I do have one quibble though: on the third row of the aforementioned chart, the red circle prohibiting bikes can be construed rather vaguely. I’m with the Australians and Americans on this one: a red circle with a slash through it is way more explicit than simply the red circle alone. It could explain why a few foreign tourists, in defiance of common sense, bicycled onto the motorway or primary highway.

    1. I think the reason why Europe leaves the slash out is so you can better see what is actually ON the sign. You have to consider there are dozens of European countries all with slightly different pictograms so it is hard enough as it is to make out if it is a motorcycle, a moped or a bicycle. Even more so when there are signs forbidding to be over a certain weight and height. Leaving the slash out makes it easier to understand the signs quickly. Europeans are maybe also more conditioned to understand that different shapes and colours mean different things. Round and red means no. Also, in the European situation the forward slash (red or gray) is used to indicate the end of a certain regulation so that may confuse users as well.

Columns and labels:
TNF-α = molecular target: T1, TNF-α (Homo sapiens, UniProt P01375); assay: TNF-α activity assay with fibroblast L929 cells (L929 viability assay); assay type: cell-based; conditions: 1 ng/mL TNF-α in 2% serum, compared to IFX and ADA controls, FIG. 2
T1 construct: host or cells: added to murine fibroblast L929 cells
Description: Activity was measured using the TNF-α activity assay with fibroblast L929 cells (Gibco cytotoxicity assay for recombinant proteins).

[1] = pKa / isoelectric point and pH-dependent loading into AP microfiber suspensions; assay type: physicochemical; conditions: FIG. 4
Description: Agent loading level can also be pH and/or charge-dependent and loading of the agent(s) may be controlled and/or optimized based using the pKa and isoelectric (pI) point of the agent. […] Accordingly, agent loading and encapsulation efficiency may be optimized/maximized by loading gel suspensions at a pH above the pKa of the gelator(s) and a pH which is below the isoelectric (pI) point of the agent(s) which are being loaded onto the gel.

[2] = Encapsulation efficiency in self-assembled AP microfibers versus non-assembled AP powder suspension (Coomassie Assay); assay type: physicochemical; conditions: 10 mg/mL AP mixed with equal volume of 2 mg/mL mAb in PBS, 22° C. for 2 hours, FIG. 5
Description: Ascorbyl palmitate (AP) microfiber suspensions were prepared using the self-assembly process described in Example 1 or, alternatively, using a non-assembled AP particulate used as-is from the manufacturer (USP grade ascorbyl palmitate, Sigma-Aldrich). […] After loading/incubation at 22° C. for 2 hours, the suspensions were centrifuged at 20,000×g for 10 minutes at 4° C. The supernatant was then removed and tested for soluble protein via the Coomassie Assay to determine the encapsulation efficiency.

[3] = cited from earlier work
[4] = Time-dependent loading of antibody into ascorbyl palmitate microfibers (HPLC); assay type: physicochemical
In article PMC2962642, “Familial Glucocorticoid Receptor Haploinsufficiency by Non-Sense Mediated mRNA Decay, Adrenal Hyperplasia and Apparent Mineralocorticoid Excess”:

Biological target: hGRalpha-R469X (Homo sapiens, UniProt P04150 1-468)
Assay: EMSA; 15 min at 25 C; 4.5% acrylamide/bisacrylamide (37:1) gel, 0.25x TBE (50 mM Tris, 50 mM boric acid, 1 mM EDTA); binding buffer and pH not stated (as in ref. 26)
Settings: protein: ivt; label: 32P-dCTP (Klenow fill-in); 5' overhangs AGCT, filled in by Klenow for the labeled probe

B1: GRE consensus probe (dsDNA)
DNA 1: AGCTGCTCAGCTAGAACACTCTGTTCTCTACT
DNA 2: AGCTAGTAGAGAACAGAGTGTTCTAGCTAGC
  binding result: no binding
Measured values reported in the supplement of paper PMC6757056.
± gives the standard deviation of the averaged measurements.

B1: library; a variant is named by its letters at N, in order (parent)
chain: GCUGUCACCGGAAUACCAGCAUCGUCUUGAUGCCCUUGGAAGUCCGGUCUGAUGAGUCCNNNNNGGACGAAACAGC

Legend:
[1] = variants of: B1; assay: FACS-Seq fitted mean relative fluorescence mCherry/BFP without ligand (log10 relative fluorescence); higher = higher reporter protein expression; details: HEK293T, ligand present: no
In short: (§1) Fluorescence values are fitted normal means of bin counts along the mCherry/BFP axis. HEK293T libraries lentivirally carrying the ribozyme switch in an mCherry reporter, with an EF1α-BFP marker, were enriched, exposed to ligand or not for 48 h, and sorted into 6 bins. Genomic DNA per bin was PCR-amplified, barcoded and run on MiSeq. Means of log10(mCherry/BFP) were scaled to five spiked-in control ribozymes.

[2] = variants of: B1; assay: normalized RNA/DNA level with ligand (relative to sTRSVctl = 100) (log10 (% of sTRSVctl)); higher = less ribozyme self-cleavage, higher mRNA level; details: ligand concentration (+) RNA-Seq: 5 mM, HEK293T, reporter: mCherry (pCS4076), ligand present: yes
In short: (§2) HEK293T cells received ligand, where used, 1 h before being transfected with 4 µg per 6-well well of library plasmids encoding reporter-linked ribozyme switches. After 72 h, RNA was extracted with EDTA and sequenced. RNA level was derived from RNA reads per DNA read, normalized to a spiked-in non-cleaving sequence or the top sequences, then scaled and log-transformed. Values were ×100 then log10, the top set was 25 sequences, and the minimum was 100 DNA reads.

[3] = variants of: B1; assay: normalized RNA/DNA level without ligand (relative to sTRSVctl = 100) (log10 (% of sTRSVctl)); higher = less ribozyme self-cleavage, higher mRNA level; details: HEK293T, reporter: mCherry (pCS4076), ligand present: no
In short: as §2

Incidentally on entering a motorway (freeway) you will not find a ‘no bicycles allowed’ sign. That has to be clear from the fact that there are signs for a ‘motorway’ or for a ‘motor vehicles only road’.

    2. The UK Department for Transport recently considered adding the slash to prohibition signs, but concluded that most people (about 85%) understand the sign anyway (it rose to about 95% understanding with the slash, however), and that having two signs in use at the same time might be more confusing than sticking with the current design.

      Despite the central government requirement for no slash, this doesn’t prevent local councils from installing signs with one! It’s not uncommon to see signs with the slash added, which means there is probably already confusion about what the red circle means. (And why aren’t they following the sign guidelines?)